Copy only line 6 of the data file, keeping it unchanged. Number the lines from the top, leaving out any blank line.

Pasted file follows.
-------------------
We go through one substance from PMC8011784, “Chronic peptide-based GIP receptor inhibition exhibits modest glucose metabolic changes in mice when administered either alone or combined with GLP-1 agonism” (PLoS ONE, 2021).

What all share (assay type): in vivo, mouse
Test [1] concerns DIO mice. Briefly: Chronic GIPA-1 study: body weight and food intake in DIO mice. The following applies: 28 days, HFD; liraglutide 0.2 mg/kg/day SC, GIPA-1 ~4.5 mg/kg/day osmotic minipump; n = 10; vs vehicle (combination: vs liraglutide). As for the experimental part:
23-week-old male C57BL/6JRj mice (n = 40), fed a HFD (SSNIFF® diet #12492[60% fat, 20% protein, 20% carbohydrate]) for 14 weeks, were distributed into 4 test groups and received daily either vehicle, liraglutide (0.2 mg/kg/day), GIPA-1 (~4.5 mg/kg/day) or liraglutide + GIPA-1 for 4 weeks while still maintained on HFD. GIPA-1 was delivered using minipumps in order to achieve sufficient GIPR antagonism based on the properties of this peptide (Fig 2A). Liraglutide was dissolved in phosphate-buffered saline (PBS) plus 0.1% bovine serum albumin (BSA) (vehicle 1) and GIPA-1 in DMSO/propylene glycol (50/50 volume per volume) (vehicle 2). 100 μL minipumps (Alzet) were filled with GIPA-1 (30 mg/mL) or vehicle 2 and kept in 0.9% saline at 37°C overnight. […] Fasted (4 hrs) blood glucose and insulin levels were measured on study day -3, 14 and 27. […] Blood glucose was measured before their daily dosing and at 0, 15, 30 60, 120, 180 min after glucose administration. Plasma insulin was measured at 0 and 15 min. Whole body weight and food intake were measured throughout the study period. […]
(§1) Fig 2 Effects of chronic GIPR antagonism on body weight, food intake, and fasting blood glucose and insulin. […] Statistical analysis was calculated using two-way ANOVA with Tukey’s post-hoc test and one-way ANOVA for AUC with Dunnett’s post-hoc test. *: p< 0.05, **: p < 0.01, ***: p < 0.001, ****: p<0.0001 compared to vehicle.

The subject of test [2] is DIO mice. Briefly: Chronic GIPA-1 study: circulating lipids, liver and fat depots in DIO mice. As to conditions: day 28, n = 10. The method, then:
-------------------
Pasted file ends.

The subject of test [2] is DIO mice. Briefly: Chronic GIPA-1 study: circulating lipids, liver and fat depots in DIO mice. As to conditions: day 28, n = 10. The method, then: